You can also go online and get a “Zestimate” based on Zillow’s (www.zillow.com) individual home market value estimator. (While you’re there, make sure that all the information listed is correct, since millions of people use Zillow as a starting point for home buying.)
Get Help from Your Real Estate Agent
Real estate professionals are better at pricing houses than you are. They know how to move properties fast—but are motivated to get the highest price reasonably possible because their commission is based on it. Your real estate agent is familiar with the market and can come up with a competitive price that still lets you reap some profits.
He or she will also know exactly how to stage the house for maximum buyer appeal. In addition, your real estate agent has access to the CMA and knows how to use it to your advantage.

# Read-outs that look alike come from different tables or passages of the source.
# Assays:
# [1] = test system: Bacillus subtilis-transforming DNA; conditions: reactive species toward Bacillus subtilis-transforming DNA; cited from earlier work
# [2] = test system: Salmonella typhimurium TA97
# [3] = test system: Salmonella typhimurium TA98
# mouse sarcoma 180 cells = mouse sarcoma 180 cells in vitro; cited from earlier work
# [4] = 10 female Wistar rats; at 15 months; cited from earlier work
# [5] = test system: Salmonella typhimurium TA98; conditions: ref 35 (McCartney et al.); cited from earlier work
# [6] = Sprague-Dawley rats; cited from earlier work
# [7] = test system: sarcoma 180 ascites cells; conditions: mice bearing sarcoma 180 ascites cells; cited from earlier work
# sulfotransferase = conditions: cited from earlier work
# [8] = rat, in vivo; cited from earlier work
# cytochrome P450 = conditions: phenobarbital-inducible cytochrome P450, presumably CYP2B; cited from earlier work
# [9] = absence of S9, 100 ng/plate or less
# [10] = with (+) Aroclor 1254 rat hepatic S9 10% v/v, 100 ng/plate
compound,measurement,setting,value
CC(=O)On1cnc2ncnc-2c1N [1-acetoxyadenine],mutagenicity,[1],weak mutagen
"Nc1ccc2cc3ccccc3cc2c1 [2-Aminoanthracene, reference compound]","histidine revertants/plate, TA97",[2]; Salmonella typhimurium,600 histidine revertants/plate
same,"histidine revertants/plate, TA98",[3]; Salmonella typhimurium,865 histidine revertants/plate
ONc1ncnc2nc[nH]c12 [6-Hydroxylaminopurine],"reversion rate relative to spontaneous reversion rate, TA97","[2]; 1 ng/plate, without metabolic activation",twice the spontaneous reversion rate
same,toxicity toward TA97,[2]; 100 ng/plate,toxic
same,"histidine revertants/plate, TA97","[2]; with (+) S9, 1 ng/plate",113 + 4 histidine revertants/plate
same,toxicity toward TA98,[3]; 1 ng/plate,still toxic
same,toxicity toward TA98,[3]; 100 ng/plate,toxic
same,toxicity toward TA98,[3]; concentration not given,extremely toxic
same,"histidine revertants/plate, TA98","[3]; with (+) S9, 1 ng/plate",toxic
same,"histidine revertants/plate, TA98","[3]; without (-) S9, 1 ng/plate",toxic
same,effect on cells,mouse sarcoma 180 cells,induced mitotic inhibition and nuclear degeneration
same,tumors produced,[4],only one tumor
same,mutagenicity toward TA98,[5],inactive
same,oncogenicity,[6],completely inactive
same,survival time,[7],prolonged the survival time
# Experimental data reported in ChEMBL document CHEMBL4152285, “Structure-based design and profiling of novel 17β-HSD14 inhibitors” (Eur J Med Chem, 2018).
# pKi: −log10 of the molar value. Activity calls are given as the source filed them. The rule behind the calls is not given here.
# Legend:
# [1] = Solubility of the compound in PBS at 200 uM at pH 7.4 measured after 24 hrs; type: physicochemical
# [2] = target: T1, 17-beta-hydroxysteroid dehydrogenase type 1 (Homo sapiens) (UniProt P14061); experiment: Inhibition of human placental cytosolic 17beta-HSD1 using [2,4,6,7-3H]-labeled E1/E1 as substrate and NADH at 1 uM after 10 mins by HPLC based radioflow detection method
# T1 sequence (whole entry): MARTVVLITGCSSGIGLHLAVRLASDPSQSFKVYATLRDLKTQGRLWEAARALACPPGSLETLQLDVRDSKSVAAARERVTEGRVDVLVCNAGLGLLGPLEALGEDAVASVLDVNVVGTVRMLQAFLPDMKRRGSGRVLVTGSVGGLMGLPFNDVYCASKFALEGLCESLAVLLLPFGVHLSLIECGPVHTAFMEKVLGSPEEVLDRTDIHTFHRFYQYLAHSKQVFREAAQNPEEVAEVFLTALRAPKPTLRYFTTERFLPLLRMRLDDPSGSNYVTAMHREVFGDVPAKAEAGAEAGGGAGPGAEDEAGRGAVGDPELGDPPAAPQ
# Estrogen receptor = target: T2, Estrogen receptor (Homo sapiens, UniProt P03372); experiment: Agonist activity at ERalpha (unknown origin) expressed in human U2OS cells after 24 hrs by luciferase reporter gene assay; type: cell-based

They can also weed through the comps for currently listed properties, pending sales, and properties that have already sold (or been taken off the market) to come up with a beneficial price point.
4. Protect Your Investment
For your protection, it’s best to not purchase property in your own name, but use a holding company instead. That serves the dual purpose of shielding your personal assets from any liabilities arising from the business property (like a contractor being hurt) and protecting your investment from being lost to a personal judgment (like a tax lien).
At the same time, you can reap other benefits by creating a holding company for your investment properties, such as:
- Extra tax advantages
- Simplified accounting
- Streamlined transfers to heirs
The key to cementing that protection is to keep personal and business finances completely separate all the time. That means, for example, never using a personal credit card to buy renovation supplies at Home Depot.